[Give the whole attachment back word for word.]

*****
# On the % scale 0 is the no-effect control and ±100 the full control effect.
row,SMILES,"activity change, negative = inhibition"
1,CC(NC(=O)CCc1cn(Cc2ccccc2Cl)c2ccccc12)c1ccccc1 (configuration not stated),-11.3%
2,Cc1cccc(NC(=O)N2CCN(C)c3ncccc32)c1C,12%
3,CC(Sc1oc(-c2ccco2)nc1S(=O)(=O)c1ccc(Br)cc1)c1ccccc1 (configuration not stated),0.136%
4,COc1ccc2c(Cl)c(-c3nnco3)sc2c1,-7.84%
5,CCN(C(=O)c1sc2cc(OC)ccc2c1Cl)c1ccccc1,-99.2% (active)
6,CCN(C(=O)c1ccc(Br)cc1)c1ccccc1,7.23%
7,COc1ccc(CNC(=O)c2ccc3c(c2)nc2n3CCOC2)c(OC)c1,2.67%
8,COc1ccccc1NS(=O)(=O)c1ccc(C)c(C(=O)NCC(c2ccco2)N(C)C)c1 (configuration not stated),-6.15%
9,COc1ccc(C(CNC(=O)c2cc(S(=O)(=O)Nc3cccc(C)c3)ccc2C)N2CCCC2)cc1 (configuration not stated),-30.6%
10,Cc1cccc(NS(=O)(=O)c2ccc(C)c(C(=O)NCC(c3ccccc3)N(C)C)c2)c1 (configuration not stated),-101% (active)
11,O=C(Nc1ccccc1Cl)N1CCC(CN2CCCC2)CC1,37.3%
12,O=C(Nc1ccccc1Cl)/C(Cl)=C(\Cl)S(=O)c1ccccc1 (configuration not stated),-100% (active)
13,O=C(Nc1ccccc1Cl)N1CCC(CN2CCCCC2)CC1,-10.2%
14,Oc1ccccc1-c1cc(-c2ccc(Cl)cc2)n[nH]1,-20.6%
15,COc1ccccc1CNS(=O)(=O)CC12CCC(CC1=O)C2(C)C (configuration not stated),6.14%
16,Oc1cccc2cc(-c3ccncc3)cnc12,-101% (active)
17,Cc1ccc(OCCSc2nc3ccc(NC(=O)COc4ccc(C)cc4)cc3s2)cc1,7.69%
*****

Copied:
# On the % scale 0 is the no-effect control and ±100 the full control effect.
row,SMILES,"activity change, negative = inhibition"
1,CC(NC(=O)CCc1cn(Cc2ccccc2Cl)c2ccccc12)c1ccccc1 (configuration not stated),-11.3%
2,Cc1cccc(NC(=O)N2CCN(C)c3ncccc32)c1C,12%
3,CC(Sc1oc(-c2ccco2)nc1S(=O)(=O)c1ccc(Br)cc1)c1ccccc1 (configuration not stated),0.136%
4,COc1ccc2c(Cl)c(-c3nnco3)sc2c1,-7.84%
5,CCN(C(=O)c1sc2cc(OC)ccc2c1Cl)c1ccccc1,-99.2% (active)
6,CCN(C(=O)c1ccc(Br)cc1)c1ccccc1,7.23%
7,COc1ccc(CNC(=O)c2ccc3c(c2)nc2n3CCOC2)c(OC)c1,2.67%
8,COc1ccccc1NS(=O)(=O)c1ccc(C)c(C(=O)NCC(c2ccco2)N(C)C)c1 (configuration not stated),-6.15%
9,COc1ccc(C(CNC(=O)c2cc(S(=O)(=O)Nc3cccc(C)c3)ccc2C)N2CCCC2)cc1 (configuration not stated),-30.6%
10,Cc1cccc(NS(=O)(=O)c2ccc(C)c(C(=O)NCC(c3ccccc3)N(C)C)c2)c1 (configuration not stated),-101% (active)
11,O=C(Nc1ccccc1Cl)N1CCC(CN2CCCC2)CC1,37.3%
12,O=C(Nc1ccccc1Cl)/C(Cl)=C(\Cl)S(=O)c1ccccc1 (configuration not stated),-100% (active)
13,O=C(Nc1ccccc1Cl)N1CCC(CN2CCCCC2)CC1,-10.2%
14,Oc1ccccc1-c1cc(-c2ccc(Cl)cc2)n[nH]1,-20.6%
15,COc1ccccc1CNS(=O)(=O)CC12CCC(CC1=O)C2(C)C (configuration not stated),6.14%
16,Oc1cccc2cc(-c3ccncc3)cnc12,-101% (active)
17,Cc1ccc(OCCSc2nc3ccc(NC(=O)COc4ccc(C)cc4)cc3s2)cc1,7.69%